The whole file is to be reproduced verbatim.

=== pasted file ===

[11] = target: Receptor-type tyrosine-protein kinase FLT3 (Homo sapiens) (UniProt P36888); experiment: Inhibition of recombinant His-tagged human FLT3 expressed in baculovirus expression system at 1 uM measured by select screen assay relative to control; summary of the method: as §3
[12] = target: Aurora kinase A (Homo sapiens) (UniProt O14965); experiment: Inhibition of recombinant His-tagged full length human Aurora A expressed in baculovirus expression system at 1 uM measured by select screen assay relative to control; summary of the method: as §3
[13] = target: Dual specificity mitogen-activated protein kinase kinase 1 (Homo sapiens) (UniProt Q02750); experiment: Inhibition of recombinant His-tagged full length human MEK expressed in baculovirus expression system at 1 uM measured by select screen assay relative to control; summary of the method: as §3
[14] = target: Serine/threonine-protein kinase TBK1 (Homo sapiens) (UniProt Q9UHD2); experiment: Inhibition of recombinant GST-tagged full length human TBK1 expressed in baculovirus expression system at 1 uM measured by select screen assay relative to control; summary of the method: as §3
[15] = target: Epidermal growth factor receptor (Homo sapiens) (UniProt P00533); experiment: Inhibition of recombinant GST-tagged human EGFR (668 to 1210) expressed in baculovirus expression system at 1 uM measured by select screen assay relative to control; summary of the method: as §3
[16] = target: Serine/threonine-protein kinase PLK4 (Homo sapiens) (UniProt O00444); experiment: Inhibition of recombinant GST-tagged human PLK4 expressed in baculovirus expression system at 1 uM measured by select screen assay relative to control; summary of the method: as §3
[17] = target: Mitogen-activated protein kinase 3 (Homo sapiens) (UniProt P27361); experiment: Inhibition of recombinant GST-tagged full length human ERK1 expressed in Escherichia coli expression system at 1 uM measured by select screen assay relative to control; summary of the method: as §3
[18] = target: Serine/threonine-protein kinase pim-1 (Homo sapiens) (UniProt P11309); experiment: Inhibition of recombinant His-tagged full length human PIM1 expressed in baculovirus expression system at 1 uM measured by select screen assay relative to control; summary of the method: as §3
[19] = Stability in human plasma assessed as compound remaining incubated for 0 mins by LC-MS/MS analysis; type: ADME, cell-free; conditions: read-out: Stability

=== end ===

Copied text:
[11] = target: Receptor-type tyrosine-protein kinase FLT3 (Homo sapiens) (UniProt P36888); experiment: Inhibition of recombinant His-tagged human FLT3 expressed in baculovirus expression system at 1 uM measured by select screen assay relative to control; summary of the method: as §3
[12] = target: Aurora kinase A (Homo sapiens) (UniProt O14965); experiment: Inhibition of recombinant His-tagged full length human Aurora A expressed in baculovirus expression system at 1 uM measured by select screen assay relative to control; summary of the method: as §3
[13] = target: Dual specificity mitogen-activated protein kinase kinase 1 (Homo sapiens) (UniProt Q02750); experiment: Inhibition of recombinant His-tagged full length human MEK expressed in baculovirus expression system at 1 uM measured by select screen assay relative to control; summary of the method: as §3
[14] = target: Serine/threonine-protein kinase TBK1 (Homo sapiens) (UniProt Q9UHD2); experiment: Inhibition of recombinant GST-tagged full length human TBK1 expressed in baculovirus expression system at 1 uM measured by select screen assay relative to control; summary of the method: as §3
[15] = target: Epidermal growth factor receptor (Homo sapiens) (UniProt P00533); experiment: Inhibition of recombinant GST-tagged human EGFR (668 to 1210) expressed in baculovirus expression system at 1 uM measured by select screen assay relative to control; summary of the method: as §3
[16] = target: Serine/threonine-protein kinase PLK4 (Homo sapiens) (UniProt O00444); experiment: Inhibition of recombinant GST-tagged human PLK4 expressed in baculovirus expression system at 1 uM measured by select screen assay relative to control; summary of the method: as §3
[17] = target: Mitogen-activated protein kinase 3 (Homo sapiens) (UniProt P27361); experiment: Inhibition of recombinant GST-tagged full length human ERK1 expressed in Escherichia coli expression system at 1 uM measured by select screen assay relative to control; summary of the method: as §3
[18] = target: Serine/threonine-protein kinase pim-1 (Homo sapiens) (UniProt P11309); experiment: Inhibition of recombinant His-tagged full length human PIM1 expressed in baculovirus expression system at 1 uM measured by select screen assay relative to control; summary of the method: as §3
[19] = Stability in human plasma assessed as compound remaining incubated for 0 mins by LC-MS/MS analysis; type: ADME, cell-free; conditions: read-out: Stability